fighting all cyber crises, including e-mail rumors: (1)pay attention
(2)read the rumor and think about it(3) put up a fight. Companies
and organization should be ever-vigilant watching for e-mail rumors.
Encourage employees to notify the public relations departments,
or another designated department, when they notice e-mail or world-of-mouth
rumors. If the source is unfounded and the source of the rumor is
known, respond to the rumor. If the rumor is not known, respond
to the listserv or Internet service provider (ISP) associated with
the e-mail messages that distributed the rumor. At times, a decision
must be made between fighting a rumor with public relations or with
layers. Public relations is the first step. If that does not work
or is not feasible, call the lawyers.
The widespread adoption of the Internet and the World Wide Web is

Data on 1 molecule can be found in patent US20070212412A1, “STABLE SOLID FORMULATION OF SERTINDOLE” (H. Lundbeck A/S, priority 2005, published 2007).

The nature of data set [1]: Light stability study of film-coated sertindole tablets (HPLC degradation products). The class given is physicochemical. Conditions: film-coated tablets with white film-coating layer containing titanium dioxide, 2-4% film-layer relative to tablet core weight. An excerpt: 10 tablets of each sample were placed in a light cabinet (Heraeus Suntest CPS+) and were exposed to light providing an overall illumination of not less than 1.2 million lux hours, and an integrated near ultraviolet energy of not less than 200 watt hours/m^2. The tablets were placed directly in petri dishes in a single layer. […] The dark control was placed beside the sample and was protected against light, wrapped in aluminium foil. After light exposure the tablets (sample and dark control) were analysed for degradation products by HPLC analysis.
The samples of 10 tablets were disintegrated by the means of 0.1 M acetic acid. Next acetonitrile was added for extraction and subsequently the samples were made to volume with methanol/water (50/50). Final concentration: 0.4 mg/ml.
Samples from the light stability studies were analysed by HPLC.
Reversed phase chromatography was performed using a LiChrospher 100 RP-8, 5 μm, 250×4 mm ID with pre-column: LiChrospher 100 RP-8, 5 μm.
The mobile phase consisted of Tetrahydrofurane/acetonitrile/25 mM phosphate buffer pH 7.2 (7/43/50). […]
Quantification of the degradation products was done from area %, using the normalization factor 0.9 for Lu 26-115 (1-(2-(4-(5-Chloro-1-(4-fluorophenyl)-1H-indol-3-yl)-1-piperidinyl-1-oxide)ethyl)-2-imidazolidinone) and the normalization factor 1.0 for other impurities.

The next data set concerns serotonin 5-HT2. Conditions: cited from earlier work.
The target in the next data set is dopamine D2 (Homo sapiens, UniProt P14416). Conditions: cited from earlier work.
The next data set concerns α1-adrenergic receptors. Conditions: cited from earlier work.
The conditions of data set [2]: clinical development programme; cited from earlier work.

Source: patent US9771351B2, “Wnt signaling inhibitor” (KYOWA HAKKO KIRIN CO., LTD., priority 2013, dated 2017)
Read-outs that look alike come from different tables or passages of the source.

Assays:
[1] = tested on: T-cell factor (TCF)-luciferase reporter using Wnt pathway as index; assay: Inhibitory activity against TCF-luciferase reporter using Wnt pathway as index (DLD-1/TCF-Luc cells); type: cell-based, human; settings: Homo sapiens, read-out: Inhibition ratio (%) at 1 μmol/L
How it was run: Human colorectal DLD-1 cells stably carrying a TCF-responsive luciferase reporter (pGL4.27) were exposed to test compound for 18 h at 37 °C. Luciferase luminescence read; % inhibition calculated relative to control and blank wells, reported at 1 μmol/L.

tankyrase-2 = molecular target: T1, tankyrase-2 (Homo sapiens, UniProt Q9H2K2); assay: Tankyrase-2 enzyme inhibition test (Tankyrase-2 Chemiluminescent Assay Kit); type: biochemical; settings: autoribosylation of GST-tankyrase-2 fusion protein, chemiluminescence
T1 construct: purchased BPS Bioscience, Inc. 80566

a new phenomenon for many companies. In order to protect the individuals
and organizations, the government authority need to pass the lawsuits
to against those Internet crises. Software and Internet piracy security,
and hacking will be the first laws developed and passed. In addition,
laws governing rumors and online attacks will be more difficult
to propose and pass because of the anonymity of the culprits and
freedom of speech.
Casarez, B. N. (2002). Dealing with
Cybersmear: How to Protect Your Organization from Online Defamation.
Public Relations Quarterly, 47(3), 40-45.
Fearn-Banks, K. (2002). Crisis Communication. New Jersey:
Lawrence Erlbaum Association.
Godwin, M. (1998). Cyber rights: Defending free speech in the
digital age. New York: Times Books.
Holtz, S. (1999). Public relations on Net: Winning strategies
to inform and influence the media, the investment community, the
government, the public, and the more. New York: American Management
Janal, D. S. (1998). Risky business. New York: Wiley.
Noack, D. (2000). Banana rumor called Internet terrorism.
Segal, D., & Mayer, C. (1999). Sites for sore consumers; Complaints
about companies multiple on the Web. The Washington Post,
Estudiante de Comunicación
de la Central Missouri State University,